fourth. In both cases, neither was enough padding, the reserves
finding it more difficult to score than a pock-faced nerd earning
25K/year during a visit to the Playboy Mansion. Between Trevor Ariza,
Jordan Farmar, Josh Powell, Sasha Vujacic (whose struggles meant only
eight minutes of run) and Shannon Brown (getting some early PT in
relief of The Machine), there were only 16 points racked off typically
non-existent ball movement. And during the fourth quarter, they were
defensively challenged. For most of the season, the pine boys have
been a huge asset for this unusually deep team. Tonight, they mostly
"They have to do a better job of playing with and off each other," said Odom of the unit he once ranked General. "Moving the ball, getting everyone involved and putting defense first. If you put defense first, the game comes to you and you don't have to force it. A good or bad game is not based on just making or missing shots."
On a related note...
Phil Jackson's use of the second unit: Letting players "work through" problems on the court has been a PJ staple throughout his career, and in the bigger picture, I see the merits to this approach. Often more than individual wins and losses, a season can be molded by moments. If players can pull themselves out of a jam, that can bear bigger fruit down the road. Fruit worth risking a loss at times. But even by those standards of design and patience, Phil extended a lot of rope to a group that wasn't merely struggling to hit shots, but to play in any sort of rhythm. I understood riding this out during the second quarter. But by the time things got even worse during the fourth (and relying on just an official time out to regroup), it felt like Phil was trying to force a result that clearly wasn't happening. At the very least, I'd have subbed in a couple more starters, if not a wholesale swap.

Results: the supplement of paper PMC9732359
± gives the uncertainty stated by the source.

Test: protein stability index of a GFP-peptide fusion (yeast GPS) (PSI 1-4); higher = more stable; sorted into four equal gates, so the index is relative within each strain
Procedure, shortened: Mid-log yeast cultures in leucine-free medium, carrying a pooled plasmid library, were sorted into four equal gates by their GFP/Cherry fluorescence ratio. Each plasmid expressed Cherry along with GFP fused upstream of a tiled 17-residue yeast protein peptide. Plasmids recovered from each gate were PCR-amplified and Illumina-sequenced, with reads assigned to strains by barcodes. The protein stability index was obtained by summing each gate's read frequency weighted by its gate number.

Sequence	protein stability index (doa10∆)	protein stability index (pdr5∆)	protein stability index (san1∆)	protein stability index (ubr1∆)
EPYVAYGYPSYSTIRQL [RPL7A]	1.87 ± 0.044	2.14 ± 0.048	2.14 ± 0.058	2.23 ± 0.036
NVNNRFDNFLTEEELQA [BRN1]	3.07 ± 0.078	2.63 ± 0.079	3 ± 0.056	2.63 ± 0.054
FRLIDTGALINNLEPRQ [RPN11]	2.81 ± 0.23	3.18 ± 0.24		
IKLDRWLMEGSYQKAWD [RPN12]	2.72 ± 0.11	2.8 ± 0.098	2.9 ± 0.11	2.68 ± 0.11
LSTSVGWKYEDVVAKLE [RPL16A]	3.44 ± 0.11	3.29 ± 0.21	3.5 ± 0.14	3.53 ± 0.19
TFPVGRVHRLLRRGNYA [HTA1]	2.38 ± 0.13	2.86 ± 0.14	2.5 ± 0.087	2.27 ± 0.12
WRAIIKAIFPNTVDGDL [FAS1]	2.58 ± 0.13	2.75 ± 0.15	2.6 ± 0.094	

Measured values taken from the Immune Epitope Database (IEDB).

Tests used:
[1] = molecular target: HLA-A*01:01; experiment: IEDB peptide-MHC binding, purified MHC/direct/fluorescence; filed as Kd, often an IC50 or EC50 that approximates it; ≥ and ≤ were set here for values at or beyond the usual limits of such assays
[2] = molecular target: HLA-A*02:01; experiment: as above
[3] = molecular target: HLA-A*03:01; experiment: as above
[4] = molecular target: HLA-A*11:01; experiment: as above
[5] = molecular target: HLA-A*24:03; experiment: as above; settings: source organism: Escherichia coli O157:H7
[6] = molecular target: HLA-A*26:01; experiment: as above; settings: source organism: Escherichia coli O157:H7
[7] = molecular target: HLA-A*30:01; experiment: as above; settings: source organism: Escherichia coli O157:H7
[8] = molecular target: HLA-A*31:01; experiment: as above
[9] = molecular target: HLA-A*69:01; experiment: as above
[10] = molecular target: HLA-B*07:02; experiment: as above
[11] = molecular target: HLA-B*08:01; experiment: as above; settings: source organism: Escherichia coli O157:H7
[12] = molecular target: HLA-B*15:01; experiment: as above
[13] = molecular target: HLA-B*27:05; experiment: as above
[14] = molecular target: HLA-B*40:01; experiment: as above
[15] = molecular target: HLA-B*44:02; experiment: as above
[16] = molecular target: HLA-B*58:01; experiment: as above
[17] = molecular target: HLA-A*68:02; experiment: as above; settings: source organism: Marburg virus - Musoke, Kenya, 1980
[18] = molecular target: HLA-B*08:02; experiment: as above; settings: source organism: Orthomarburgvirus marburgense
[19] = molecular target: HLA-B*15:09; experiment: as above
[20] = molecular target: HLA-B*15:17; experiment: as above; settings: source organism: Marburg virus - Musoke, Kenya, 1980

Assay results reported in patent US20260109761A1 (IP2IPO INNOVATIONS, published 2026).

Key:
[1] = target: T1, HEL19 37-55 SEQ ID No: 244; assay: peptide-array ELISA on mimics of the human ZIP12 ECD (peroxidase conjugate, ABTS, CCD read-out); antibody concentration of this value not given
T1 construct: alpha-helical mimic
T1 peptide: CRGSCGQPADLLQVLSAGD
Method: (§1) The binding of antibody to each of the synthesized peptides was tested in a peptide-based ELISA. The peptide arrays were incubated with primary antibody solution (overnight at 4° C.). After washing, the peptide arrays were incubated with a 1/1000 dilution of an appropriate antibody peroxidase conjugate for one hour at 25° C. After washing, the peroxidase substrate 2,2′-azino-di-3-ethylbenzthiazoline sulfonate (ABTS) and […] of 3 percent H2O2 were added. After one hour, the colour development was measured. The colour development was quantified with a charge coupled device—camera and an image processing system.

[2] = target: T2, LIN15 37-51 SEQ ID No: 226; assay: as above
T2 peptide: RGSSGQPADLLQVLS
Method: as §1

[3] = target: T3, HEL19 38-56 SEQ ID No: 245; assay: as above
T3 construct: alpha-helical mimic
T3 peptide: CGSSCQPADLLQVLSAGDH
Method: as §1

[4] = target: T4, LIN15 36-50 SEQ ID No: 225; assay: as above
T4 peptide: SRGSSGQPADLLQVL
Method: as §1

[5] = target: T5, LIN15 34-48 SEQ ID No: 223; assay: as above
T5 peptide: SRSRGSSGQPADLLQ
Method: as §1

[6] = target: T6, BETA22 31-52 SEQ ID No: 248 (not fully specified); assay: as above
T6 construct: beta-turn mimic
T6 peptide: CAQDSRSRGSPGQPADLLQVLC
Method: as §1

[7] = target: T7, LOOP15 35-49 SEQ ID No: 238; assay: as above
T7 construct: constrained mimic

Phil said after the game that he didn't want to give guys a quick yank and possibly kill their confidence. Point taken and understood, but I doubt this result did much to boost their egos, either. Sometimes, you just gotta cut bait.
(There's video below of PJ's explanation of the strategy.)
- Kobe Bryant (during the first four quarters): In OT, dude
was brilliant, notching 11 points off some terrific work posting up
various Hornets. Unfortunately, he also spent the regulation quarters
doing a lot of hucking and almost as much missing. 10-26 from the
field during those frames, Kobe forced a lot of shots off stagnant iso action, often making
himself the equivalent of a one man band with half the instruments
playing off key. This wasn't just a matter of a few possessions where
Kobe went decidedly one on one. By the end of the first quarter, he was
already 2-9 and setting a continual tone.
Kobe also seemed overly geeked up at times, barking at the refs over a non-call that didn't merit a whistle and giving New Orleans two easy points on a silly goal tending call that appeared to be him blowing off some steam. A play like the latter is anything but characteristic of Bryant, but during a night where he was struggling, frustration often appeared to get the best of him. Again, kudos for pulling through huge during the last five minutes (and at the line, where he sank 12-12). But the redemptive effort was also in order.
Phil Jackson, on (among other things) screen and roll defense, the final play of regulation, and Kobe's performance:
PJ again, talking about his substitutions in the fourth quarter: